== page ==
cover image Life in Double Time

Life in Double Time

Chronicle Books, Mike Lankford. Chronicle Books, $22.95 (256pp) ISBN 978-0-8118-0683-1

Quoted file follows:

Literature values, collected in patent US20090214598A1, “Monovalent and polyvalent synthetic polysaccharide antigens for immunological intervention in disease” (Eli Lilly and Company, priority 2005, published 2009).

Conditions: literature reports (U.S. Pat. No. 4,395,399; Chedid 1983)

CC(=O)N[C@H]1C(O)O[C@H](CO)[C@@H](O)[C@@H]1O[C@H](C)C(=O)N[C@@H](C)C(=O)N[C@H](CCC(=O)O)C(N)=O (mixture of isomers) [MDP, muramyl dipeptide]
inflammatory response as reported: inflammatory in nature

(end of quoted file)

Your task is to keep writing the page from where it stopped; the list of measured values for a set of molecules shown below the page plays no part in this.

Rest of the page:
Lankford, who was born in Oklahoma in 1951, isn't famous, nor does he know anyone who is. Like legions of teenagers before him, he fell in love with rock and roll and chose to play the drums. He pestered his mother for a kit, practiced in his garage, dealt with kids of disparate ego and ability and eventually toured the country with two weirdly charismatic black musicians from Chicago in a dilapidated truck, playing anything and everything the audience requested. Then he quit for 15 years. He recently returned to pound the bass pedal behind all kind of musicians and to write this memoir, which has an off-kilter kind of charm. The chronology occasionally falters, the prose veers alarmingly from lyrical to workmanlike and Lankford, when he isn't being droll, isn't shy about touching on drug use or terminal boredom. At the end of the book, he deals in a frustratingly truncated manner with his decade and a half of exile--graduate school in Iowa plus years spent ""making friends"" with Shakespeare, Faulkner et al.--and his sudden return to drumming. Before that Lankford is far more expansive. There are choice moments of panic, fear, elation and abject terror. There are a few stabs at romance along the way, and one memorable night when his crash cymbal took on a life of its own as a burst of gunfire prematurely ended one set. (Feb.)